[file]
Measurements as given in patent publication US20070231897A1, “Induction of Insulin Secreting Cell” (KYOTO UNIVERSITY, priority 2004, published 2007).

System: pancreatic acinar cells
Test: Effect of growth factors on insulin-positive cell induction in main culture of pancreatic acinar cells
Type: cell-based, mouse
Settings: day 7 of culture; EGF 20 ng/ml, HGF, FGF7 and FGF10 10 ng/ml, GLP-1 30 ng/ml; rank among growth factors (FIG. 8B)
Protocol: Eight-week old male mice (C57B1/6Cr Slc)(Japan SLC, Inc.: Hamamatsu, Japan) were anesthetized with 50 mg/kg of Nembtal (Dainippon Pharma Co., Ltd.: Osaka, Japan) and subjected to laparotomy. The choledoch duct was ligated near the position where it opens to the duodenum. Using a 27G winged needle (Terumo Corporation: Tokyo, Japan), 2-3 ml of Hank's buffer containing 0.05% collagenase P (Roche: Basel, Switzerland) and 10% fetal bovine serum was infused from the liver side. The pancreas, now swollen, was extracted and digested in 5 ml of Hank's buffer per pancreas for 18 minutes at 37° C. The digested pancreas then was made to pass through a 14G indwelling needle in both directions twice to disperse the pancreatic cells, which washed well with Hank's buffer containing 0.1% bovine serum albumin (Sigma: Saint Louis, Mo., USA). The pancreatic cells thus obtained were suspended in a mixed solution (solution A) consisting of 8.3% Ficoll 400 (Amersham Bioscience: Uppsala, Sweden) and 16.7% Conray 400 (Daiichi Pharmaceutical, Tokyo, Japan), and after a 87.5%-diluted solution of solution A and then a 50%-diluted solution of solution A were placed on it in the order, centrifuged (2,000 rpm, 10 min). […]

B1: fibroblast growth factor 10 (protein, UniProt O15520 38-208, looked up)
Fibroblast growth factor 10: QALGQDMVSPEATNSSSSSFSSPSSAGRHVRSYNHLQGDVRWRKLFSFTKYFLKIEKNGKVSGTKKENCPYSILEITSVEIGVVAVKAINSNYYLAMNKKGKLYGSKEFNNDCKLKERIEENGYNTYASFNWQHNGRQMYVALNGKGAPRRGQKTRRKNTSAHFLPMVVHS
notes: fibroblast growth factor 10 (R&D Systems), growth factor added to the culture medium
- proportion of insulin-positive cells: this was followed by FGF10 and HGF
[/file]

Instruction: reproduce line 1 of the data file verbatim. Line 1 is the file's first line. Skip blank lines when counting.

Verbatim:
Measurements as given in patent publication US20070231897A1, “Induction of Insulin Secreting Cell” (KYOTO UNIVERSITY, priority 2004, published 2007).